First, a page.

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“We’re Not Collecting Taxes At Gunpoint…” IRS Criminal Investigations Post

The title of this story comes from a great quote carried by WSB TV in Atlanta on Thursday. Josh Waite, head of Georgia Revenue Department’s special investigation unit said, “It’s a law enforcement agency. We’re not collecting taxes at gunpoint but we are going after the criminals that are stealing tax dollars.” Waite was talking about the criminal investigators found in virtually every tax agency including IRS Criminal Investigations.

Many people think that all IRS agents are law enforcement officers. Not true. Every IRS employee has a duty to enforce the tax laws of the U.S., but only specially trained agents are armed and authorized to criminally prosecute offenders. While they may be assisted by auditors (revenue agents) and collections specialists (revenue officers), only the IRS Criminal Investigations special agents can prosecute for criminal tax violations.

So what exactly does IRS Criminal Investigations do? According the IRS website,, “Some people bend the tax law — others break it. Criminal Investigation’s job is to pursue the lawbreakers.”

Statistically, only a very small percentage of people with tax problems get prosecuted criminally. Unfortunately for taxpayers, once the IRS decides to go criminal, they usually win. Tax prosecutions have a very high conviction rate but that may simply mean that IRS Criminal Investigations is careful to only take cases they know they can win.

Although IRS special agents have the authority to investigate a wide variety of tax crimes, the typical crimes prosecuted are tax evasion, willful failure to file a tax return, filing a false return, identity theft, refund scams and lately, having unreported foreign accounts. Unless willful, making a mistake on your return is not a crime.

If you receive an audit notice, don’t automatically assume that a criminal prosecution will result. But if you know of significant underreported income, keeping two sets of books or cheating on your taxes, hire a good criminal tax lawyer immediately. Auditors have been specially trained and encouraged to make referrals to IRS Criminal Investigations in these circumstances.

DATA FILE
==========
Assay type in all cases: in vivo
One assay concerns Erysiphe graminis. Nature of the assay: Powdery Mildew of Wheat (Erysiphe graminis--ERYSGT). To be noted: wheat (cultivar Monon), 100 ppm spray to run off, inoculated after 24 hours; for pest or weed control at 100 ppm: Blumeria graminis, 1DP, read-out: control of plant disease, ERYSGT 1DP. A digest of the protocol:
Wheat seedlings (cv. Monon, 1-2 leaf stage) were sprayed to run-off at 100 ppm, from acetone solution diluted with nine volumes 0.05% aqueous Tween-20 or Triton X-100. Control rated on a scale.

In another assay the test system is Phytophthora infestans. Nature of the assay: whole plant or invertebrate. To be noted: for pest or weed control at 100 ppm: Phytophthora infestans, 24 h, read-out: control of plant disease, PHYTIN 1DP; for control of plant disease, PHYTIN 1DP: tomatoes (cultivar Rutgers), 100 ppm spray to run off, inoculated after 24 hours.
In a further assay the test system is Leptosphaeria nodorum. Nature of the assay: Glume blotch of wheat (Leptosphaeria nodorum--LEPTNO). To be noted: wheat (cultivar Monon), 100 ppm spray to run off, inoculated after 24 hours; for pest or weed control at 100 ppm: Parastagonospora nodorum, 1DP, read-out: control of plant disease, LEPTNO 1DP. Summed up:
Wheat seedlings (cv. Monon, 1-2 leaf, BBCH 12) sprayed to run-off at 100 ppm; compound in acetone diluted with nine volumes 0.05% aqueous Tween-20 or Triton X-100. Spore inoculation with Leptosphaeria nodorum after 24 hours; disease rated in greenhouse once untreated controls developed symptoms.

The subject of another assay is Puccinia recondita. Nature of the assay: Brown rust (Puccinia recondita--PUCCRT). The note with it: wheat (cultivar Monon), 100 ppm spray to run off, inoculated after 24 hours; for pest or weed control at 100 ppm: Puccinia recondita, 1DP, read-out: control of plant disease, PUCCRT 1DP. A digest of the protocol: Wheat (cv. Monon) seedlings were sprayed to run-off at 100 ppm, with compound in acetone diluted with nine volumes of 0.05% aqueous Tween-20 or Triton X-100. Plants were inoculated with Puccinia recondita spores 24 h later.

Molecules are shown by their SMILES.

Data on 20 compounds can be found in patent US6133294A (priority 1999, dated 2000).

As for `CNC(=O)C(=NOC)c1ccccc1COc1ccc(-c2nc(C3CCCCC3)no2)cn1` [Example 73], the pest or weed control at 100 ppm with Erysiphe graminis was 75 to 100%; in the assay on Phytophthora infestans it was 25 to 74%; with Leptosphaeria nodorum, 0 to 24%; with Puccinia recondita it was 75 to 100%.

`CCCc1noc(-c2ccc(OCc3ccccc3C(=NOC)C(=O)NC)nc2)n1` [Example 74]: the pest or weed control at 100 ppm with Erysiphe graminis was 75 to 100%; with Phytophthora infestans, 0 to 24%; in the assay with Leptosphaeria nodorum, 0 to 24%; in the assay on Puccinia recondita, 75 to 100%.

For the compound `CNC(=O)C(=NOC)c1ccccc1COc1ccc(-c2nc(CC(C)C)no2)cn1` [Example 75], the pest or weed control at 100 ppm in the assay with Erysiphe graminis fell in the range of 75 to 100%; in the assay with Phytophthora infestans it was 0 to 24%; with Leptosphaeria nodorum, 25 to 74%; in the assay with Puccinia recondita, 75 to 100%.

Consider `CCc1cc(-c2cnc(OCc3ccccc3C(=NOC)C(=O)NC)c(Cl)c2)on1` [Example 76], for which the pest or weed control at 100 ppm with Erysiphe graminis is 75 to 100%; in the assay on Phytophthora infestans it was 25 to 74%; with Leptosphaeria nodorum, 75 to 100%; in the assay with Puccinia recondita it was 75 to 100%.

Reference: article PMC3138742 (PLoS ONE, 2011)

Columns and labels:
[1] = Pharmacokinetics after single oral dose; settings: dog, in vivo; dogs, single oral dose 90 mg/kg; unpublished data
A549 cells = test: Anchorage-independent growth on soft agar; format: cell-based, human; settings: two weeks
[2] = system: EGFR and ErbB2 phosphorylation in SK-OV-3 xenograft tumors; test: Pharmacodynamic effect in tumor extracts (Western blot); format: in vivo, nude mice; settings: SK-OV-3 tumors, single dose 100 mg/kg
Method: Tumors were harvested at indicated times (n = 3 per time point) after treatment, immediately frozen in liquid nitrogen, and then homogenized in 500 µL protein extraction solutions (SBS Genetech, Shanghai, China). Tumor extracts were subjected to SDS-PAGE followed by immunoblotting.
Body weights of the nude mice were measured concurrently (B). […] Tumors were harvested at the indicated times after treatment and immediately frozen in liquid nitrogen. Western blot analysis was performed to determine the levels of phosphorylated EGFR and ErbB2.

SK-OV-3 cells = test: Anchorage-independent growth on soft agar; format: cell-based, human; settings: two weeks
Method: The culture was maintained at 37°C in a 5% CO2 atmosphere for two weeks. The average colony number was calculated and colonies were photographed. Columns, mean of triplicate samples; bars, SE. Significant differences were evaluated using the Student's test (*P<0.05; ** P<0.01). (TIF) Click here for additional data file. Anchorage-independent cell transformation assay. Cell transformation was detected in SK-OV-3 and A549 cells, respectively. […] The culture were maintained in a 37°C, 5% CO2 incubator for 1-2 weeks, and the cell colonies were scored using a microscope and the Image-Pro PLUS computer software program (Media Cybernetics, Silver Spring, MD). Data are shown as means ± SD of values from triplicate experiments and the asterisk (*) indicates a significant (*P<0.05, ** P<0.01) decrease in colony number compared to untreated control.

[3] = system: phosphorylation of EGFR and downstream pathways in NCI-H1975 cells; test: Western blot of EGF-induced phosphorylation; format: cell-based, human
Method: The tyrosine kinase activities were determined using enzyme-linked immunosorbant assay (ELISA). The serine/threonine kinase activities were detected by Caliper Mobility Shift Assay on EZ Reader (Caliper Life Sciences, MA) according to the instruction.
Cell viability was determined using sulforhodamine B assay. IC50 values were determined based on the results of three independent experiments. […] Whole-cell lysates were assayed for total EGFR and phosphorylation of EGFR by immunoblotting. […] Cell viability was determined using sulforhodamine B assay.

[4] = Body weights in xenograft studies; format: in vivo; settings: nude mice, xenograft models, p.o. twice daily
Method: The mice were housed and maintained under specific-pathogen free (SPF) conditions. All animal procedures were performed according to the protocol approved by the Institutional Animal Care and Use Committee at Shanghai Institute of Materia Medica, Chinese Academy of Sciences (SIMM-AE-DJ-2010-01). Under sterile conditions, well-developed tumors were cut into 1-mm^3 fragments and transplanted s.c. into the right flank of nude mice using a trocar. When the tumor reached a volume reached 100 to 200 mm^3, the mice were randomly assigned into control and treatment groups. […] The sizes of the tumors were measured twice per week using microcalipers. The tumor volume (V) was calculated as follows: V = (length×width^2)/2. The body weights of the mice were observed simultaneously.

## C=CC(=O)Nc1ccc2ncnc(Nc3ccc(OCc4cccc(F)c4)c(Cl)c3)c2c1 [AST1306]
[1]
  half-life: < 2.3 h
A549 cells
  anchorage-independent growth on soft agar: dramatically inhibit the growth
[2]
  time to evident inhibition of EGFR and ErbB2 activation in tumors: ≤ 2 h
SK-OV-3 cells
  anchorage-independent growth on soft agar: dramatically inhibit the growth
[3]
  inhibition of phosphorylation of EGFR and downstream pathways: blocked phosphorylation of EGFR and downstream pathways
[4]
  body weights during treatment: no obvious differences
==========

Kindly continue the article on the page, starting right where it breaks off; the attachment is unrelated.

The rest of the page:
Some taxpayers ask their accountant to deal with the problem and hope for the best. While that might work in many cases, tax preparers and CPAs don’t enjoy the same attorney – client privilege. This means IRS Criminal Investigations can force your accountant to testify against you. Lawyers, on the other hand, enjoy the attorney – client privilege.

Another misconception is that the IRS must tell you when you are under investigation. That’s not true. Only when a special agent comes to interview you must he or she tell you that an investigation has been commenced. By then, the investigation is often mostly complete.

Before an IRS Criminal Investigations officer can charge you with a crime, the agent must first have the case approved by his or her supervisor (the Special Agent in Charge), IRS Counsel and the Department of Justice Tax Division in Washington, DC. At any stage your lawyer can request a conference and try to explain why the case should not be prosecuted. If all those procedural safeguards fail, then the case is sent to a grand jury for indictment.

If you are being criminally investigated, don’t speak to any IRS personnel without a lawyer. Just like on television, anything you say can be used against you. If you think you can outsmart the IRS, that is doubtful too. Lying to an IRS criminal investigation agent is also a crime.

Some taxpayers believe the best thing to do when faced with an audit or possible criminal investigation is to come clean and file missing or amended returns to clean up any problems. While coming into compliance is always a good thing, don’t try this alone. These so called “voluntary disclosures” are fraught with peril. Let me explain.

The IRS operates on a voluntary compliance model. There just aren’t enough agents to review every return. Because of that, the Service likes to make examples of bad people. While cleaning up old return problems is important, it is critical to insure that the new returns (always signed under penalty perjury) won’t become a road map for a future prosecution.

Simply filing old returns once you are under investigation probably won’t work but making a voluntary disclosure before you are notified of an investigation is often a great way to avoid prison.

If you are being investigated by IRS Criminal Investigations or believe you have serious tax problems and want to come clean, contact a lawyer well versed in criminal tax matters.

Mahany & Ertl is a full service, national boutique practice concentrating in tax matters including tax crimes. Founding partner Brian Mahany is a former tax investigator, law enforcement officer and Assistant Attorney General – Tax. Let us bring our decades of experience to help preserve your freedom.

For more information, contact attorney Brian Mahany at or by telephone at (414) 704-6731 (direct). All inquiries are protected by the attorney – client privilege and kept in complete confidence.

Mahany & Ertl – America’s Tax Lawyers. Offices in Milwaukee, Wisconsin; Detroit, Michigan; Portland, Maine; Minneapolis, Minnesota and San Francisco, California. IRS tax related services available worldwide.

Want more information about IRS Criminal Investigations or tax evasion? Our Due Diligence blog has a search engine located in the upper right hand corner. We have posted hundreds of informative articles on our site.

Written by Brian Mahany, Esq.


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